More than 200 of Snaddon's friends, colleagues and family heard Elizabeth's tribute at a memorial service Monday at St. George's Anglican Church.

"Andy loved the ins and outs of politics and was often called on for his expertise on Western Canada," Elizabeth wrote.

"He never lost the curiosity that is vital to a good reporter.

Snaddon, 69, died Thursday morning at Mewburn Veterans Centre.

His career had spanned five decades, and included a stint as Southam News bureau chief in London, England.

From 1981 to 1986, he was publisher of the Medicine Hat News.

At the memorial service were Mr. Snaddon's wife Jocelyn, daughters Jane and Elizabeth, Alberta's deputy premier Jim Horsman, Southam Newspaper Group president Russ Mills, former Journal writers Art Evans and Don Fleming, Journal publisher Don Babick, former publisher Bill Newbigging, Alberta Appeal Court Justice Jean Cote, and Linda Hughes, who holds the editor's job Mr. Snaddon held at The Journal from 1967-81.

Mr. Snaddon's friends and family were singled out for praise.

In 1986, Mr. Snaddon had a stroke, which put him in a wheelchair.

Even then, he loved to swap stories and argue politics, Elizabeth wrote.

"It was a long haul but he fought his illness every step of the way. Andy was able to do that because of the family and friends who visited, took him on outings, phoned and wrote letters.

"Sometimes people lose their good intentions after the first few months, but Andy had a great number of regular visitors who helped him pass the time and kept his mind active.

"Jocelyn, Jane and Elizabeth and their families would like to thank all of you."

In another tribute, Rev. David Guthrie said Mr. Snaddon was greatly comforted in his illness by his family.

"This was the greatest symbol for Andy of God's love for him," Guthrie said.

To end the service, bagpipe player John Findlay played Amazing Grace.

Obit for Arts Evans

A ready wit is lost with the passing of Art Evans
The Edmonton Journal
Fri May 21 1993
Page: B3
Byline: NICK LEES Journal Staff Writer
Dateline: Edmonton


Art Evans, former longtime Journal columnist and horse-racing enthusiast, was at the track one day when an acquaintance bet the double.

The first horse won, paid a handsome price, and the man keeled over, dead.

A woman came rushing over and asked: "Is he alive?"

Commented Mr. Evans: "Only in the double, madam."

"Art was very quick-witted," said Don (Buckets) Fleming, a fellow racing devotee who joined The Journal the same week in 1948 that Mr. Evans was hired.

Mr. Evans' many friends in Edmonton and Calgary were taken aback to learn of his death this week. He was still active at 73.

"He'd been at the track Saturday and won a couple of longshots," said his son William of Vancouver.

Mr. Evans suffered a heart attack Sunday and died at the University of Alberta Hospitals after suffering another, more massive attack.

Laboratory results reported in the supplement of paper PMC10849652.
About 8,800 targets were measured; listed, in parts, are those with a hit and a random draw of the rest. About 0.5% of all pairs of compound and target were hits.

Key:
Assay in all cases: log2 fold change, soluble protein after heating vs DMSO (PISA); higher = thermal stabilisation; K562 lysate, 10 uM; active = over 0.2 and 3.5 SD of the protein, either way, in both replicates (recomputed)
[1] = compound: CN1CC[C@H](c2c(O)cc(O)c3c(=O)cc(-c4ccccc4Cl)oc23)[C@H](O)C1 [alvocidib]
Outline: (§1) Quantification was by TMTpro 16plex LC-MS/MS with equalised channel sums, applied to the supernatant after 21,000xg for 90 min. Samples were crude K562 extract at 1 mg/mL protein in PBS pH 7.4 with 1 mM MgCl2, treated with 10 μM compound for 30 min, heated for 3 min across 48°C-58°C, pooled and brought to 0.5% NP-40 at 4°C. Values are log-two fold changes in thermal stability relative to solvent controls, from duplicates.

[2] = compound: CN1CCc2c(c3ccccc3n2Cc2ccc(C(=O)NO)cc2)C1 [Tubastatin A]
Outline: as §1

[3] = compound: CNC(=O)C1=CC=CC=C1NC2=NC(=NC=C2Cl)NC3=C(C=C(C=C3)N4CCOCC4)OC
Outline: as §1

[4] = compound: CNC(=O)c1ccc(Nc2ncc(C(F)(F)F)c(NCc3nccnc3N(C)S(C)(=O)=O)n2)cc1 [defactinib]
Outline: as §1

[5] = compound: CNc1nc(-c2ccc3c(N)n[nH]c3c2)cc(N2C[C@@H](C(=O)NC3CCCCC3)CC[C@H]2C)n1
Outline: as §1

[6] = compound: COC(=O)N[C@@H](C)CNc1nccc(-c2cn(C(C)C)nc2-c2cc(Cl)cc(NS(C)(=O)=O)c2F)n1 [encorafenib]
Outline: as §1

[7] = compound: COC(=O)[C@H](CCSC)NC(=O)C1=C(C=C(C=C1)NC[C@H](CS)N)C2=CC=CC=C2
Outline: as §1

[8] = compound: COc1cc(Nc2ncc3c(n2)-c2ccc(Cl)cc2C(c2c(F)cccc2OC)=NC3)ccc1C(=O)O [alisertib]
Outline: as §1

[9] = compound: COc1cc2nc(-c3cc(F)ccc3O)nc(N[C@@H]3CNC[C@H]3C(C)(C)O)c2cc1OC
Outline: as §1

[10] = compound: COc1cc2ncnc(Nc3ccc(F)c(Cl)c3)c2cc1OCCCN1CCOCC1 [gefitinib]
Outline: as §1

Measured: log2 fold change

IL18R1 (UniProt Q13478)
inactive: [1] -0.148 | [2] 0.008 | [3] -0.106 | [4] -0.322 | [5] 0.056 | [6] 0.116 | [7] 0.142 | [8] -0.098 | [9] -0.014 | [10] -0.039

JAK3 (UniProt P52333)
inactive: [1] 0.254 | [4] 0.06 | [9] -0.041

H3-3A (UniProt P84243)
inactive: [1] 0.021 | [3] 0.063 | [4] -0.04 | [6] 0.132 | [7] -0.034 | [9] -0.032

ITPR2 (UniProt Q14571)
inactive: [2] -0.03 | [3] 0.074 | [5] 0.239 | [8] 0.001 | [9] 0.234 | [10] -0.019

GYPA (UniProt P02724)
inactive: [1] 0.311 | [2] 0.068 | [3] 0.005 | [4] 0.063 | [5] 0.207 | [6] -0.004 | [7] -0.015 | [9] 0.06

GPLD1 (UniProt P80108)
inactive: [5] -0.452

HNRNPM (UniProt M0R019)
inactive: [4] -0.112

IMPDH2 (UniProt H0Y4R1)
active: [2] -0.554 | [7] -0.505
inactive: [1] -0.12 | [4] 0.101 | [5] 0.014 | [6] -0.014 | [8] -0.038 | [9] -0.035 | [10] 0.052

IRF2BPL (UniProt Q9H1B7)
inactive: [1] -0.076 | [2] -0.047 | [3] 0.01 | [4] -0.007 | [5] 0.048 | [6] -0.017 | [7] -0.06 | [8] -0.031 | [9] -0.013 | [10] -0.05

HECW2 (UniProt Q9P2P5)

"Edmonton has lost a great character, raconteur and friend," said Don Smith, a former Journal managing editor. "Jasper Avenue was his beat and once upon a time he knew practically everyone who walked down it."

Mr. Evans, born in Calgary, was the son of a Welsh locomotive mechanic and took some of his early steps around Canadian National's yards in Calgary.

"Trains were a love that lasted his lifetime," said Fleming. "He'd often take a northbound train across the High Level Bridge and would wait for a southbound locomotive to take him back."

He told few people he tried out for a Canadian Pacific Railway engineer's job in the late '30s.

"He always quipped that he was rejected because his father worked for CN," said his son William. "He loved steam locomotives, not diesel. He said he knew trains so well that he could tell who the engineer was by the way the whistle was blown."

Mr. Evans joined the Calgary Albertan as a reporter in 1946, moved to The Journal in 1948 and on to CFRN in 1953. He returned to the Albertan in 1960, coming back to the The Journal in 1962. He retired in 1984.

Stories of Mr. Evans' wild days are the stuff of legends. Associates say he was fired on three occasions. He always maintained he quit.

In 1953, Gen. George Pearkes, a First World War Victoria Cross, was campaigning for the Conservatives in the federal election when he declared: "The Liberals are leading us down the road to Moscow!"

In walked Mr. Evans, fresh from socializing. "Balderdash," he hollered.

Dolores MacFarlane, who met Mr. Evans in 1948 when she worked for the Edmonton Bulletin, said he stood up and yelled a word closely resembling balderdash during a speech made by former Alberta premier E. C. Manning.

"I think he may have had a drink beforehand," said MacFarlane. "Back then, you always associated Art with wine, women and song."

Historian Tony Cashman recalled that Mr. Evans at one time covered the police beat in Edmonton. "There was a police news conference every morning at 8 a.m. and to be in time, Art sometimes slept on the big desk over there," said Cashman. "He would have been so busy the previous night that he'd decide it wasn't worth going home."

Former assistant Journal editor Stan Williams said: "Evans wrote in a language that people talked. He didn't write above them and he didn't write down to them. And he always wore a fedora."

MacFarlane, who worked for the CBC between 1954 and 1991, said he always had time for young journalists.

He once told her: "Remember the accused in court is a person, just like the police officer and judge."